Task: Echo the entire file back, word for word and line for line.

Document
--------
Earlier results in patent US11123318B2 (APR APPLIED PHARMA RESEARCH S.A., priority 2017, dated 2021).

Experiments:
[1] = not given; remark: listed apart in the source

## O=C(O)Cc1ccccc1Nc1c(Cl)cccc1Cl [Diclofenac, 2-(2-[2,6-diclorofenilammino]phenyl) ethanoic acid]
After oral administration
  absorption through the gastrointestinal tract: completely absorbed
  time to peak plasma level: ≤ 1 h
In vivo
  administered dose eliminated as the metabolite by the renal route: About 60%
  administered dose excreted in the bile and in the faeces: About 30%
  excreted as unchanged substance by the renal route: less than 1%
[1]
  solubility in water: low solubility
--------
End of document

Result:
Earlier results in patent US11123318B2 (APR APPLIED PHARMA RESEARCH S.A., priority 2017, dated 2021).

Experiments:
[1] = not given; remark: listed apart in the source

## O=C(O)Cc1ccccc1Nc1c(Cl)cccc1Cl [Diclofenac, 2-(2-[2,6-diclorofenilammino]phenyl) ethanoic acid]
After oral administration
  absorption through the gastrointestinal tract: completely absorbed
  time to peak plasma level: ≤ 1 h
In vivo
  administered dose eliminated as the metabolite by the renal route: About 60%
  administered dose excreted in the bile and in the faeces: About 30%
  excreted as unchanged substance by the renal route: less than 1%
[1]
  solubility in water: low solubility